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Callistus III

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Callistus III

"Calistus III" and "Calixtus III" redirect here. For the antipope, see Antipope Callixtus III.
Callixtus III
Papacy began 8 April 1455
Papacy ended 6 August 1458
Predecessor Nicholas V
Successor Pius II
Consecration 31 August 1429
by Pierre de Foix
Created Cardinal 2 May 1444
Personal details
Birth name Alfonso de Borja
Born (1378-12-31)31 December 1378
Canals, Valencia, Crown of Aragon
Died 6 August 1458(1458-08-06) (aged 79)
Rome, Papal States
Other popes named Callixtus
Papal styles of
Pope Callixtus III
Reference style His Holiness
Spoken style Your Holiness
Religious style Holy Father
Posthumous style None

Pope Callixtus III or Callistus III (31 December 1378 – 6 August 1458), born Alfons de Borja, was the head of the Catholic Church from 8 April 1455 to his death in 1458.[1] He is the last pope to take the name "Callixtus" upon his election.


Alfons de Borja was born in La Torreta, now a neighbourhood of Canals, Valencia – today in Spain – but at that time in the Kingdom of Valencia under the Crown of Aragon. He was the son of Domingo de Borja and Francina Llançol. During the western schism he supported Antipope Benedict XIII, and was the driving force behind Antipope Clement VIII's submission to Pope Martin V in 1429.[2] His early career was spent as a professor of law at the University of Lleida and then as a diplomat in the service of the Kings of Aragon, especially during the Council of Basel (1431–1439). He became a cardinal after reconciling Pope Eugene IV with King Alfonso V of Aragon.

He was raised to the papal chair in 1455 as Callixtus III at a very advanced age, as a "compromise candidate" in the papal conclave that year. He is viewed by historians as being extremely pious, a firm believer in the authority of the Holy See and, like the second Borgia pope, he went to great lengths to advance his immediate family. In 1456, he issued the papal bull Inter Caetera to Portugal (not to be confused with Inter Caetera of 1493). This bull reaffirmed the Portuguese right to reduce infidels and the Moors to servitude by the earlier bulls Romanus Pontifex and Dum Diversas, thus reaffirming the papal consent to the enslavement of Africans. This confirmation of Romanus Pontifex also gave the Portuguese the military Order of Christ under Prince Henry the Navigator.[3]

Inter Caetera of 1456 was in direct opposition, however, to the stance taken by Pope Eugene IV in the 1435 bull Sicut Dudum, where infidels were acknowledged to have been created in the image of God and having souls, which implied that no Christian had the right to take away their liberty.

The pope urged a crusade against the Turks who had captured Constantinople in 1453, but his call did not receive support among the Christian princes.

On 20 February 1456, Pope Callixtus III elevated two of his nephews to the position of cardinal. The first of them was Rodrigo de Borja ("Borgia" in Italian), who later became Pope Alexander VI (1492–1503), infamous for his alleged corruption and immorality.[4] The second was Luis Julian de Milà.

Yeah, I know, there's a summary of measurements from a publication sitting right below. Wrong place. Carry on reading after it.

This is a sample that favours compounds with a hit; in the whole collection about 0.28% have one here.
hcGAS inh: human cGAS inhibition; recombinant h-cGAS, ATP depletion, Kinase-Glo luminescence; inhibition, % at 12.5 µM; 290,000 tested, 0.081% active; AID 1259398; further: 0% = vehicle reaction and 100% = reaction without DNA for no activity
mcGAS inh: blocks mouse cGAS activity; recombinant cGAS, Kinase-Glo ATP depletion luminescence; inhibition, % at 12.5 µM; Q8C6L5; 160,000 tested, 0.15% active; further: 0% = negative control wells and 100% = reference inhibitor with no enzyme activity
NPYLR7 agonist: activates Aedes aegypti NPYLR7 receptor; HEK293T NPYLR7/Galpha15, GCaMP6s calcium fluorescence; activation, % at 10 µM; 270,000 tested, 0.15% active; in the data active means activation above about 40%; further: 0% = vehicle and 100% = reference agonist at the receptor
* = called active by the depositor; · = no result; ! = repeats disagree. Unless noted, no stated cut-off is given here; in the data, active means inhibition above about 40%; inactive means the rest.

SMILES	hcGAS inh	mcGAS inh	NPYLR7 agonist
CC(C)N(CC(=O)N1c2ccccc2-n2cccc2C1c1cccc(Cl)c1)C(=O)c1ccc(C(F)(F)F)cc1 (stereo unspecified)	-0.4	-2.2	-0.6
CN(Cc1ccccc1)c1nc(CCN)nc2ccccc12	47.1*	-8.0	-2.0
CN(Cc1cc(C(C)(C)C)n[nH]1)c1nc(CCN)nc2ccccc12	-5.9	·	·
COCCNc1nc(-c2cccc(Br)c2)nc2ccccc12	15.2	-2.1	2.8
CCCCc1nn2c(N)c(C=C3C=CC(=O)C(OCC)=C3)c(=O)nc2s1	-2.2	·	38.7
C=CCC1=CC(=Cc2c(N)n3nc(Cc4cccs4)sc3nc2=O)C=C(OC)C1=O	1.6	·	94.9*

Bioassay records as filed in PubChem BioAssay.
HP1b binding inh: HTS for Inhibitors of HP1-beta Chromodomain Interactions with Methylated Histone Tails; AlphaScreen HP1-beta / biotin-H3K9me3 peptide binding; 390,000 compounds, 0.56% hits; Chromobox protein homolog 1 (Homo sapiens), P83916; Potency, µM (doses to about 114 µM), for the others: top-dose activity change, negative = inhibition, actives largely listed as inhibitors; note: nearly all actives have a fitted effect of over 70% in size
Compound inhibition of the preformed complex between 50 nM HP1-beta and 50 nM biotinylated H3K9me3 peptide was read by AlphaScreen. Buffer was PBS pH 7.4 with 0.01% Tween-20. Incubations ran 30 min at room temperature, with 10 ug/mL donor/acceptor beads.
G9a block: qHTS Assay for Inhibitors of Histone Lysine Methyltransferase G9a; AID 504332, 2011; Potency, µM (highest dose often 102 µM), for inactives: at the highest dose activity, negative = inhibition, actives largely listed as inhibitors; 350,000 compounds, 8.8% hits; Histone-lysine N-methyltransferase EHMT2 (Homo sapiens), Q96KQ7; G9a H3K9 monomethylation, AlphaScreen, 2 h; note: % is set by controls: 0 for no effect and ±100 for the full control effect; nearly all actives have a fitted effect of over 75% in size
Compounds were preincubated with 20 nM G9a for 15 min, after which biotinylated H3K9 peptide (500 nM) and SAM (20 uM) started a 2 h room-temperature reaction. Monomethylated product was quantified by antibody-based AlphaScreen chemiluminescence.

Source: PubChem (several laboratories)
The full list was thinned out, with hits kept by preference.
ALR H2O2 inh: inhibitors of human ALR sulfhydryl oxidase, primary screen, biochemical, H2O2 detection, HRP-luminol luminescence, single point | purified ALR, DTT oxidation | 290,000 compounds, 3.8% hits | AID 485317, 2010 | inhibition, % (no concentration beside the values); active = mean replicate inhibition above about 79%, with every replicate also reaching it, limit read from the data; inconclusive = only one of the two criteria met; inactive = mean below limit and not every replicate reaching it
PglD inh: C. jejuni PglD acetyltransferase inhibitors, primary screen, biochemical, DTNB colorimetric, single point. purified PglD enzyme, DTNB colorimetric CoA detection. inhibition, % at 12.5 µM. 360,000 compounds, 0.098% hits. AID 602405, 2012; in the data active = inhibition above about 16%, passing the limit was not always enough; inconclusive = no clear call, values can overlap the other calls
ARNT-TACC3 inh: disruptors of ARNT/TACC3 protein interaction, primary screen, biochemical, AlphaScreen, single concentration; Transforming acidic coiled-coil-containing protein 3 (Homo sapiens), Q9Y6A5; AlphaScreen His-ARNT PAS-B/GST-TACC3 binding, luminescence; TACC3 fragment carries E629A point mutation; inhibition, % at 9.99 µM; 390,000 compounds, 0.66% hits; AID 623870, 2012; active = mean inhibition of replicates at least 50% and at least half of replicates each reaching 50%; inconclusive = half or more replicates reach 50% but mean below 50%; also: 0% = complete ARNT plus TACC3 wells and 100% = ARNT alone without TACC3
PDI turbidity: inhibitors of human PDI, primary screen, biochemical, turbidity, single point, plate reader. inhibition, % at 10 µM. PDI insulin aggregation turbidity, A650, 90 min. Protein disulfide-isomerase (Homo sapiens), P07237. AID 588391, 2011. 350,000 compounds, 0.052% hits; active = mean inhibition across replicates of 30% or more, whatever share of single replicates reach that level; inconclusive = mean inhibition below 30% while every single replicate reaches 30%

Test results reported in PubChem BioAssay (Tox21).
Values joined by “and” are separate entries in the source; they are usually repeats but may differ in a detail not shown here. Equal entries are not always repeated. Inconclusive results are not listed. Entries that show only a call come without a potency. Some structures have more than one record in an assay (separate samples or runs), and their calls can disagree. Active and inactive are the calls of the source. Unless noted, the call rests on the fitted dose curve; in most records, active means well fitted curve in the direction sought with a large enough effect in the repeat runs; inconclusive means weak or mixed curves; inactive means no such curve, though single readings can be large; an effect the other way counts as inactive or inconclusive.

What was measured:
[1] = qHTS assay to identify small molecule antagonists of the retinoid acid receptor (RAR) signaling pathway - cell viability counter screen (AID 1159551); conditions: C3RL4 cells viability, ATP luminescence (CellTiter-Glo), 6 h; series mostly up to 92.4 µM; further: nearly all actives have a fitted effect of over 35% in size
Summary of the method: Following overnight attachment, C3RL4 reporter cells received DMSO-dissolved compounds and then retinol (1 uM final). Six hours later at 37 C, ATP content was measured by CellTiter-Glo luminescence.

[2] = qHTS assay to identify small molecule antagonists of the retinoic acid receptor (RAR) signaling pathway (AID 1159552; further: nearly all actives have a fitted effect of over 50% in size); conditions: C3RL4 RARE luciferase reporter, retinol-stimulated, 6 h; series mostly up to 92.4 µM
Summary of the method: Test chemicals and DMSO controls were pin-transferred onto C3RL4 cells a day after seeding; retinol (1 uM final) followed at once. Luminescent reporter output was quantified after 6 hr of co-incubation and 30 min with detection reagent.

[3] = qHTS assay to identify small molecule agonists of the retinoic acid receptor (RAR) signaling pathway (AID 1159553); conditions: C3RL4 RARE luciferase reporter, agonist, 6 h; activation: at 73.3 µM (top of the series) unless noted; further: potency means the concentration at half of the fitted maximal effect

On 29 June 1456, Callixtus ordered the church bells to be rung at noon (see noon bell) as a call to prayer. As the order spread, the ringing of the bells was taken also as a crusading call to lift the Siege of Belgrade. The Siege of Belgrade took place on 22 July and was a notable victory against the Turks. To commemorate this victory, Callixtus III ordered the Feast of the Transfiguration to be held on 6 August.

Callixtus ordered a new trial for St. Joan of Arc (c. 1412–1431), at which she was posthumously vindicated.[5]

He approved of the founding of the University of Greifswald that took place in the year 1456.

Callixtus III's pre-papal coat of arms featured a grazing ox.

The "bull against the comet"

According to one story that first appeared in a 1475 posthumous biography and was subsequently embellished and popularized by Pierre-Simon Laplace, Callixtus III excommunicated the 1456 apparition of Halley's Comet, believing it to be an ill omen for the Christian defenders of Belgrade from the besieging armies of the Ottoman Empire.[6] No known primary source supports the authenticity of this account. The 29 June 1456 papal bull of Callixtus III calling for a public prayer for the success of the crusade, makes no mention of the comet. By 6 August, when the Turkish siege was broken the comet had not been visible in either Europe or Turkey for several weeks.

See also



  • European treaties bearing on the history of the United States and its Dependencies to 1648, Ed. Frances Gardiner Davenport, Carnegie Institute of Washington, 1917.
  • Gower, Ronald Sutherland, Joan of Arc, BiblioBazaar LLC, 2007.
  • Hibbert, Christopher, The Borgias and their enemies: 1431–1519, Houghton Mifflin Harcourt, 2008.
  • The Lives and Times of the Popes, Vol.4, Ed. Artaud de Montor, Catholic Publication Society of America, 1911.

External links

  • European treaties bearing on the history of the United States and its Dependencies to 1648, Ed. Frances Gardiner Davenport, Carnegie Institute of Washington, 1917.
Catholic Church titles
Preceded by
Nicholas V
8 April 1455 – 6 August 1458
Succeeded by
Pius II

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